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2015-11-25T00:00:00.000Z

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Wrong Larry Minor?

Mr. Larry W. Minor

Associate Administrator for Policy

U.S. Department of Transportation

Direct Phone: (202) ***-****       

Email: l***@***.gov

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U.S. Department of Transportation

1200 New Jersey Avenue Room W35 333

Washington Dc, District of Columbia 20590

United States

Company Description

For more than a decade, the DOT has been researching the potential benefits of connected vehicle technology, which allows vehicles to communicate with each other, roadway infrastructure, traffic management centers and consumer mobile devices. ... more

Find other employees at this company (9,730)

Background Information

Employment History

AA for Policy and Program Development

Federal Motor Carrier Safety Administration, USDOT

Director, Bus and Truck Standards

Federal Motor Carrier Safety Administration, USDOT

Partner

Fenech & Fenech Advocates

Education

B.S.

Physics

American University

M.S.

Mechanical Engineering

George Washington University

Web References (177 Total References)


Attended by nearly 60 customers, partners ...

www.randmcnally.com [cached]

Attended by nearly 60 customers, partners and company executives, the business meeting also included a keynote speech and Q&A session with Larry Minor, Associate Administrator for Policy at the FMCSA. Mr. Minor addressed the next steps related to the new EOBR mandate.

...
Minor confirmed that the compliance date would be two years after publication of the final rules.


Alaska Trucking Association :. Archived News 2012 - 2014

www.aktrucks.org [cached]

There were some hushed comments between steering meeting members after remarks by Larry Minor, associate administrator for policy at the Federal Motor Carrier Safety Administration, regarding a rulemaking on the potentially life-threatening condition known as sleep apnea.

Minor told a packed house at ATA headquarters in early April that it may not be until 2019 when a rulemaking emerges, if then.
...
The latest approximation of the total number of certified medical examiners, with about a year to go was 20,000 to 25,000, half the number that FMCSA projected, unless those MEs in the pipeline are factored in as well, said Minor.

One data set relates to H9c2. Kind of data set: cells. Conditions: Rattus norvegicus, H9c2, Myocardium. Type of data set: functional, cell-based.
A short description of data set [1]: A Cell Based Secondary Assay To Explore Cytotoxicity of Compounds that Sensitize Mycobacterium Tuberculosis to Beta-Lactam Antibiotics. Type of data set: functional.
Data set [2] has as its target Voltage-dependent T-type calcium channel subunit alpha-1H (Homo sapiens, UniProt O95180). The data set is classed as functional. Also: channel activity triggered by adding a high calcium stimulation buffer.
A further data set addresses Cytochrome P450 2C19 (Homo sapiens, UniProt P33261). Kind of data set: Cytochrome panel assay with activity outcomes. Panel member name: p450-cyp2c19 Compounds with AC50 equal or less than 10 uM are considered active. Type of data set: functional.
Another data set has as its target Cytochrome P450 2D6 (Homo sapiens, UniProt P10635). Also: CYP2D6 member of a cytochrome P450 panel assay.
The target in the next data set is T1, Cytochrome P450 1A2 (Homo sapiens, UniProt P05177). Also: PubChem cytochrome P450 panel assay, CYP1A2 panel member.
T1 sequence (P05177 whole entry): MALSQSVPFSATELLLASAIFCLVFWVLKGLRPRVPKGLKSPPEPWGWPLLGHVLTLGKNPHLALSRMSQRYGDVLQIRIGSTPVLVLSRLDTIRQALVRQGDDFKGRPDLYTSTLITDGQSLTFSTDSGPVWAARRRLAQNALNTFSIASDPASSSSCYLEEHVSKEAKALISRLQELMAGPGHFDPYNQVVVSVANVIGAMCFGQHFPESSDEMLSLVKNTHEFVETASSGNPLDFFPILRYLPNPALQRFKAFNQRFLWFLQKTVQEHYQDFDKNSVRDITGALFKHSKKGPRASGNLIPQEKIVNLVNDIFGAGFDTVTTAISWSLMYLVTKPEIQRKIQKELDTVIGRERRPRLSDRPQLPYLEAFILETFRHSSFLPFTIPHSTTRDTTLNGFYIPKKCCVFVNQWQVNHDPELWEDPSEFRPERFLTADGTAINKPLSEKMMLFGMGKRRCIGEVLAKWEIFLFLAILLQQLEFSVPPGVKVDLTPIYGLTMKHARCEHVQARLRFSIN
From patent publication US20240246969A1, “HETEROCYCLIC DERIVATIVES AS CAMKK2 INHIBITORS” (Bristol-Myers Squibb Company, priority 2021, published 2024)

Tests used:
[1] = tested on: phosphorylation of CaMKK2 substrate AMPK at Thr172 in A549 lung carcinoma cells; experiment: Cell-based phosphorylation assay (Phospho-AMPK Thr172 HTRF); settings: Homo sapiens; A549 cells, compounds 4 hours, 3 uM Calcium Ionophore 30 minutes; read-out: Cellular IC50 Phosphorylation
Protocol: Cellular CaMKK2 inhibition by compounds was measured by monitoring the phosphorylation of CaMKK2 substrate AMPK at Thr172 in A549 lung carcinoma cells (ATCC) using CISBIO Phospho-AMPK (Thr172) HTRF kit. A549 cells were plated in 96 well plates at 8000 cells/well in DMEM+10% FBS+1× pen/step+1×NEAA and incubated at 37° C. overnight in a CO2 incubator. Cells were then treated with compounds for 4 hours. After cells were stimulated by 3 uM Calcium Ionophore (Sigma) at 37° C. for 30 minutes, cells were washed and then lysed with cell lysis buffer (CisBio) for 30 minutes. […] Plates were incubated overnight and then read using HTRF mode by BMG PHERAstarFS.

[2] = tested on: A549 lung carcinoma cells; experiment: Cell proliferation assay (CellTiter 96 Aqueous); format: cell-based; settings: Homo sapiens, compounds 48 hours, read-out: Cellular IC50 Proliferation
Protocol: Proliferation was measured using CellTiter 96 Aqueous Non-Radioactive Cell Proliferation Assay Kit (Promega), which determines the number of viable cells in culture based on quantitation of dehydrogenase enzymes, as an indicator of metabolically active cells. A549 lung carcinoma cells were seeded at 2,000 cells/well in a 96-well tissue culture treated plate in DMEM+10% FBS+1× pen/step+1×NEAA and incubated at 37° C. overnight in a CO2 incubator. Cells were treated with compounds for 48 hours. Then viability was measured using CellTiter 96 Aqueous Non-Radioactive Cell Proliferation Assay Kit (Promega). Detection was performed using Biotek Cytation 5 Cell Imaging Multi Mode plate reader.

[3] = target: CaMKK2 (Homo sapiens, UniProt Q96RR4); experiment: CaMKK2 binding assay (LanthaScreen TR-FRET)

...
"We've got discussions ongoing with Larry [Minor, FMCSA associate administrator for policy].


In a letter to the NGA ...

www.movinout.com [cached]

In a letter to the NGA late last month, Larry Minor, FMCSA's associate administrator for policy, said that an existing executive order requires federal agencies to consult with state and local officials when developing policies that "have substantial direct effects on the states, on the relationship between the national government and the states, or on the distribution of power and responsibilities among the various levels of government."

...
In a letter to the NGA late last month, Larry Minor, FMCSA's associate administrator for policy, said that an existing executive order requires federal agencies to consult with state and local officials when developing policies that "have substantial direct effects on the states, on the relationship between the national government and the states, or on the distribution of power and responsibilities among the various levels of government."


The NASDPTS conference also offered ...

www.schoolbusfleet.com [cached]

The NASDPTS conference also offered presentations by other federal officials, including David Cooper from the Transportation Security Administration, Larry Minor from the Federal Motor Carrier Safety Administration, Jennifer Keller from the Environmental Protection Agency and Thomas Barth from the National Transportation Safety Board.

...
Larry Minor, the associate administrator on policy for the FMCSA, explained the updates made to the National Registry of Certified Medical Examiners in "Understanding Medical DOT and Fit for Duty Requirements.